97 Blakely Road, Suite 5, Colchester, 652-2444
There are few better places to take in a sunset than in Colchester, overlooking Malletts Bay. And there aren't many better views thereof than the one at 97 Blakely Road. But for years, the food at the series of restaurants that filled the space didn't match the location's natural splendor.
Bayview Eats has been well on its way for a few years, with handcrafted sandwiches and some of my favorite brownies around. But under the guidance of new chef Jonathan Turner, there's now far more to get excited about than lake views and baked goods.
Like this, for example. Colchester foodies have long had to leave town for a dish with much more sophistication than a burger. This $10 small plate of pork belly was a revelation for one sophisticated local to whom I spoke the evening I visited Bayview Eats.
The dish would not have been out of place at a fine-dining restaurant, but I dug into it just feet away from the creemee machine that will be pumping out dessert as soon as the weather warms up. That mismatch of food and location made the dish seem even more special — a hidden treasure.
Not that it was perfect. One of the two slices of local pork was rendered far less effectively than the other. Like Jack Sprat and his wife, one slice had almost no excess fat; the other was mostly adipose tissue. But what was good was very, very good. The tender meat was slightly sweet with a bourbon glaze, which offset an intensely cheesy disk of chipotle cheddar grits. Pea shoots lent a welcome reminder of the oncoming spring.
That pork belly was a special, but southern boy Turner's chili verde is newly on the regular menu.
It's a dish that's underrepresented in Vermont, and I was pleased to find it at Bayview. Unfortunately, it was a bit thin for my taste. A touch more acid and heat would have enlivened the meaty broth, too. But no complaints about the fried ribbons of potato on top. The crunch was a fun touch that I'd appreciate on, well, everything.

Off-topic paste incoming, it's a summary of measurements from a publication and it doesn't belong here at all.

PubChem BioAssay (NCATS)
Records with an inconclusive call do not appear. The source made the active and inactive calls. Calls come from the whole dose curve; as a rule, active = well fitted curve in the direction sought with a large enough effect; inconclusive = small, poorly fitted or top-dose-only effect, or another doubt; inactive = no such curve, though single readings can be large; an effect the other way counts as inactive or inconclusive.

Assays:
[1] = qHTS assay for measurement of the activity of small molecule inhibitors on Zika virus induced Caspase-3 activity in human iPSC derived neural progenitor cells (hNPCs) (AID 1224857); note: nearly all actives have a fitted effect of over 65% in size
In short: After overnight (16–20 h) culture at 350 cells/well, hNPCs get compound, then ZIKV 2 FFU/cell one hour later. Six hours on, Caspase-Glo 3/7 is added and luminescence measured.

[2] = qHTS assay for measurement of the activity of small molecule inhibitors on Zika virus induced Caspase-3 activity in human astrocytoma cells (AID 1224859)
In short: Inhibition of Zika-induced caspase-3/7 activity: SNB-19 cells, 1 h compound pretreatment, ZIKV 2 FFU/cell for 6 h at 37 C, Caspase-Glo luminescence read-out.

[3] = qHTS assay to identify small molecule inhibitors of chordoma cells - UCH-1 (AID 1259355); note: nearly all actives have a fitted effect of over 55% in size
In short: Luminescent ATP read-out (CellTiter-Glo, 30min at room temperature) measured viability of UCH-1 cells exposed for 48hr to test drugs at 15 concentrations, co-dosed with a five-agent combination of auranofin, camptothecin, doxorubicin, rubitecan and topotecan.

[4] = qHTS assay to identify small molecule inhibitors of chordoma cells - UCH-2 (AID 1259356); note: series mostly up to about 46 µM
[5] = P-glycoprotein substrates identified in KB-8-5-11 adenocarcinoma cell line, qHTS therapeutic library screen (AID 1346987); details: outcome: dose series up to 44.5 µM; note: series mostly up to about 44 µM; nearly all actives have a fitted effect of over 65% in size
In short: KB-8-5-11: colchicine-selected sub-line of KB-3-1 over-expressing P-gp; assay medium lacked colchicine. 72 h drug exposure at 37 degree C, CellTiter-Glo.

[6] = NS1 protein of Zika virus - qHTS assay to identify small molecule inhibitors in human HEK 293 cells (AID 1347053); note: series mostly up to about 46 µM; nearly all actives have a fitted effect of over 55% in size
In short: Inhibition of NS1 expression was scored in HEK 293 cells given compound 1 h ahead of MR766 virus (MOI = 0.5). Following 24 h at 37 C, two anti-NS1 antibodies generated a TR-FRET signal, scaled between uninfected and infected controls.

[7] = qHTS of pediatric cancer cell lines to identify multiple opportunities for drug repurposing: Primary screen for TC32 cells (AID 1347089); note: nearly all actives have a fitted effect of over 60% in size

Though hearty country dishes such as bacon meatballs and chicken-and-biscuits were tempting, I couldn't help but go with another special. The rotating menu is where Turner is showcasing his more eclectic dishes, at least for now.
When I visited, it was a no-brainer to order the $15 dinner special, a meaty braised chicken thigh served over an impressive pile of black-eyed peas. The skin of the tender bone-in chicken was cooked to a light crispness but lost some of its crunch with a douse of smoked maple syrup on top.
The smoky maple matched the beans, which got their own woody waft from a healthy dose of chorizo. The sausage was delicious, but left the bean stew oily, as you can see at the edges of the plate above. A pile of tender spinach helped break up the heaviness of the dish. With a few minor tweaks, though, this special would be very worthy of inclusion on the regular menu.
Between those dishes and a bread basket with an irresistible herb-flecked butter, we didn't really have room for dessert. But that didn't stop us.
The chocolate mousse was exceptionally light, which made it all the easier to down without even knowing what had happened. Before we realized it, the creamy dark-chocolate concoction was gone.
But no matter. Whether it's for bourbon-lacquered quail with chorizo-apricot stuffing or duck sausage with arugula, sour-cherry-balsamic preserves and cave-aged blue cheese in yuzu vinaigrette, I'll be back.
Alice Eats is a weekly blog feature devoted to reviewing restaurants where diners can get a meal for two for less than $35. Got a restaurant you'd love to see featured? Send it to firstname.lastname@example.org.